As we project the model forward, \(\mathbf{P}\) increases as our certainty about the system’s true state decreases.

## Predict step

In prediction, our state estimate is updated according to the linear system dynamics \(\mathbf{\dot{x} = Ax + Bu}\). Furthermore, our error covariance \(\mathbf{P}\) increases by the process noise covariance matrix \(\mathbf{Q}\). Larger values of \(\mathbf{Q}\) will make our error covariance \(\mathbf{P}\) grow more quickly. This \(\mathbf{P}\) is used in the correction step to weight the model and measurements.

## Correct step

In the correct step, our state estimate is updated to include new measurement information. This new information is weighted against the state estimate \(\mathbf{\hat{x}}\) by the Kalman gain \(\mathbf{K}\). Large values of \(\mathbf{K}\) more highly weight incoming measurements, while smaller values of \(\mathbf{K}\) more highly weight our state prediction. Because \(\mathbf{K}\) is related to \(\mathbf{P}\), larger values of \(\mathbf{P}\) will increase \(\mathbf{K}\) and more heavily weight measurements. If, for example, a filter is predicted for a long duration, the large \(\mathbf{P}\) would heavily weight the new information.

Finally, the error covariance \(\mathbf{P}\) decreases to increase our confidence in the state estimate.

## Tuning Kalman Filters

WPILib’s Kalman Filter classes’ constructors take a linear system, a vector of process noise standard deviations and measurement noise standard deviations. These are converted to \(\mathbf{Q}\) and \(\mathbf{R}\) matrices by filling the diagonals with the square of the standard deviations, or variances, of each state or measurement. By decreasing a state’s standard deviation (and therefore its corresponding entry in \(\mathbf{Q}\)), the filter will distrust incoming measurements more. Similarly, increasing a state’s standard deviation will trust incoming measurements more. The same holds for the measurement standard deviations – decreasing an entry will make the filter more highly trust the incoming measurement for the corresponding state, while increasing it will decrease trust in the measurement.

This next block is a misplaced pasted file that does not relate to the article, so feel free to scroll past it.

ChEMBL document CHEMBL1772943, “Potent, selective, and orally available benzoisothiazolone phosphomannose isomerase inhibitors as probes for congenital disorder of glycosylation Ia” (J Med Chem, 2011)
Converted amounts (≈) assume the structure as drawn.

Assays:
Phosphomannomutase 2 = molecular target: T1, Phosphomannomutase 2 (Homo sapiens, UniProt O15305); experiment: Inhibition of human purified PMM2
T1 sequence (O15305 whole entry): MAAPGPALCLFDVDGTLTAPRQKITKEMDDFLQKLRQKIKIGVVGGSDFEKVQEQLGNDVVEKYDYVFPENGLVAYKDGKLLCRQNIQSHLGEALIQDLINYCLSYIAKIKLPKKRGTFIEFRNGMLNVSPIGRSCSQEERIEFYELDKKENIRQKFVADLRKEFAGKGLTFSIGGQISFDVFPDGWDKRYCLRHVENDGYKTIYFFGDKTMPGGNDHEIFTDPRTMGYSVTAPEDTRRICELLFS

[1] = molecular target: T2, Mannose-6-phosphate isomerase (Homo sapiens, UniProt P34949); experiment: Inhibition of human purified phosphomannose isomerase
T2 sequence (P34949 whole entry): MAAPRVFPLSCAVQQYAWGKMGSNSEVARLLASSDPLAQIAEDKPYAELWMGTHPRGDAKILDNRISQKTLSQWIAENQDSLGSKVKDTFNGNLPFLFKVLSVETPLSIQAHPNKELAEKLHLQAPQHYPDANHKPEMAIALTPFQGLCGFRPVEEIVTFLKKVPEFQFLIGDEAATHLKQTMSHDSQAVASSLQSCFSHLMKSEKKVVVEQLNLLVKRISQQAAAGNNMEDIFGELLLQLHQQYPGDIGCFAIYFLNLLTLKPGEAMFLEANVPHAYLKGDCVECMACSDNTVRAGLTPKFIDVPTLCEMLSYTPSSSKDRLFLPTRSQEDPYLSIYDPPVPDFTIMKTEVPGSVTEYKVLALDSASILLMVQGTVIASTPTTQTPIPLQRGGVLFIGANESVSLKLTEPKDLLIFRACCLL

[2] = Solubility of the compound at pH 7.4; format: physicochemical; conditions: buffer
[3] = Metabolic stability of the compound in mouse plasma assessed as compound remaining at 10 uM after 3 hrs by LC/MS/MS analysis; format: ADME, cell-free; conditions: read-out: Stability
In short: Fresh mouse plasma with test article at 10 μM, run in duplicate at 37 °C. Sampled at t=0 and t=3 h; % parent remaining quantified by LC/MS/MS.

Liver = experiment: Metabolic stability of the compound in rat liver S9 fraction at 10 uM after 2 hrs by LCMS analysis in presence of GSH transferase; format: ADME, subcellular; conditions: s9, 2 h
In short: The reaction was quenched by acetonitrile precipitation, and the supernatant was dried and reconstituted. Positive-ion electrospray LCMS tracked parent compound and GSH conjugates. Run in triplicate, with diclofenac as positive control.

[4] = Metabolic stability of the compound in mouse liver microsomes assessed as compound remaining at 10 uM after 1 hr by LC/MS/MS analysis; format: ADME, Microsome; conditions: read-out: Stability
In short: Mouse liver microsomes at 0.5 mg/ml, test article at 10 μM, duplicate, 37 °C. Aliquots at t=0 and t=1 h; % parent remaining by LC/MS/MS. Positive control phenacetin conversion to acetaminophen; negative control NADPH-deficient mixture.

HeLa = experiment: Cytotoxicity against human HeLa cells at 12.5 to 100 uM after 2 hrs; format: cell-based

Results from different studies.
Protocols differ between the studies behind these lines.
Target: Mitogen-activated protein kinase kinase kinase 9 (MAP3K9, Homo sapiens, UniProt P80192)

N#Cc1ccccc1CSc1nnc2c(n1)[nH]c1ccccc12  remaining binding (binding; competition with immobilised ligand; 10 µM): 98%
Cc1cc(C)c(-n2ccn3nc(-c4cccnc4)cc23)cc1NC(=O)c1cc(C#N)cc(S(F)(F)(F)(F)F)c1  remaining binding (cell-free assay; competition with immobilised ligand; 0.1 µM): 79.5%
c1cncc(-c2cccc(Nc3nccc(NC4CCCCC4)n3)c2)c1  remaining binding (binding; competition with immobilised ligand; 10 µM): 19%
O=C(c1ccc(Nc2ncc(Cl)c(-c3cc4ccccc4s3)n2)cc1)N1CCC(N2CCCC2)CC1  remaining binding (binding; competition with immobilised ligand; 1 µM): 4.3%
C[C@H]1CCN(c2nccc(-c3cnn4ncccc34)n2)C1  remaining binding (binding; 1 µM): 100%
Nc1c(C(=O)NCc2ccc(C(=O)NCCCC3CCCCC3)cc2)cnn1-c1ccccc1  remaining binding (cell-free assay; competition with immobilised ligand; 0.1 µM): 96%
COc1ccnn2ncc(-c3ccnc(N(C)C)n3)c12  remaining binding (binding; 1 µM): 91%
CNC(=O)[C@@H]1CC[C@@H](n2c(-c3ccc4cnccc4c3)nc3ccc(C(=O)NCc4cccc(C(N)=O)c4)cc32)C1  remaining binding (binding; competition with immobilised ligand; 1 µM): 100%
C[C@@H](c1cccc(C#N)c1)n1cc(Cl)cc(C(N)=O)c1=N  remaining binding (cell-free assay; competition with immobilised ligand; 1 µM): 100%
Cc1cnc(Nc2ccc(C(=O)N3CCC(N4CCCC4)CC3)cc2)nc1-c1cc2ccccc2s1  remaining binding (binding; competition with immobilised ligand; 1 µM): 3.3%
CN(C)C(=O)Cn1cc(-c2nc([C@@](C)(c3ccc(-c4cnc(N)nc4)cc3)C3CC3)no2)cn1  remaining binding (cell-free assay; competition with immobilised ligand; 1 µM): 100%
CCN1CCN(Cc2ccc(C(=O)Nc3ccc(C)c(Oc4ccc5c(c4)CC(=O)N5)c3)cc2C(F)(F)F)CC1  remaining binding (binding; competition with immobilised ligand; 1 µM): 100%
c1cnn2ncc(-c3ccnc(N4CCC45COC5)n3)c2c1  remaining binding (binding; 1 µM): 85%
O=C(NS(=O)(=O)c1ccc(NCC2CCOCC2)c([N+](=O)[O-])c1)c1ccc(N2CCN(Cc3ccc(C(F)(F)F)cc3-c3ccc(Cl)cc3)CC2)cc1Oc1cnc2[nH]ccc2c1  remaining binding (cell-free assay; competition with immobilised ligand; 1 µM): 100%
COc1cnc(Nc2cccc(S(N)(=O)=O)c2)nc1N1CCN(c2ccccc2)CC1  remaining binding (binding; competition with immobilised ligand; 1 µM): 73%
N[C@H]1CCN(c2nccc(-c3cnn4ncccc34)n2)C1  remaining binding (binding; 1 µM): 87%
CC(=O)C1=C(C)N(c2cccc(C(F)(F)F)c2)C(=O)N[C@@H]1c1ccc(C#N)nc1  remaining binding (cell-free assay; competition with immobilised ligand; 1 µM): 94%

```
49 // The observer fuses our encoder data and voltage inputs to reject noise.
50 private final KalmanFilter<N1, N1, N1> m_observer =
51 new KalmanFilter<>(
52 Nat.N1(),
53 Nat.N1(),
54 m_flywheelPlant,
55 VecBuilder.fill(3.0), // How accurate we think our model is
56 VecBuilder.fill(0.01), // How accurate we think our encoder
57 // data is
58 0.020);
```

```
5#include <frc/DriverStation.h>
6#include <frc/Encoder.h>
7#include <frc/TimedRobot.h>
8#include <frc/XboxController.h>
9#include <frc/controller/LinearQuadraticRegulator.h>
10#include <frc/drive/DifferentialDrive.h>
11#include <frc/estimator/KalmanFilter.h>
12#include <frc/motorcontrol/PWMSparkMax.h>
13#include <frc/system/LinearSystemLoop.h>
14#include <frc/system/plant/DCMotor.h>
15#include <frc/system/plant/LinearSystemId.h>
16#include <units/angular_velocity.h>
17#include <wpi/numbers>
```

```
47 // The observer fuses our encoder data and voltage inputs to reject noise.
48 frc::KalmanFilter<1, 1, 1> m_observer{
49 m_flywheelPlant,
50 {3.0}, // How accurate we think our model is
51 {0.01}, // How accurate we think our encoder data is
52 20_ms};
```

## Footnotes

- 1
In a real robot, noise comes from all sorts of sources. Stray electromagnetic radiation adds extra voltages to sensor readings, vibrations and temperature variations throw off inertial measurement units, gear lash causes encoders to have inaccuracies when directions change… all sorts of things. It’s important to realize that, by themselves, each of these sources of “noise” aren’t guaranteed to follow any pattern. Some of them might be the “white noise” random vibrations you’ve probably heard on the radio. Others might be “pops” or single-loop errors. Others might be nominally zero, but strongly correlated with events on the robot. However, the Central Limit Theorem shows mathematically that regardless of how the individual sources of noise are distributed, as we add more and more of them up their combined effect eventually is distributed like a Gaussian. Since we do not know the exact individual sources of noise, the best choice of a model we can make is indeed that Gaussian function.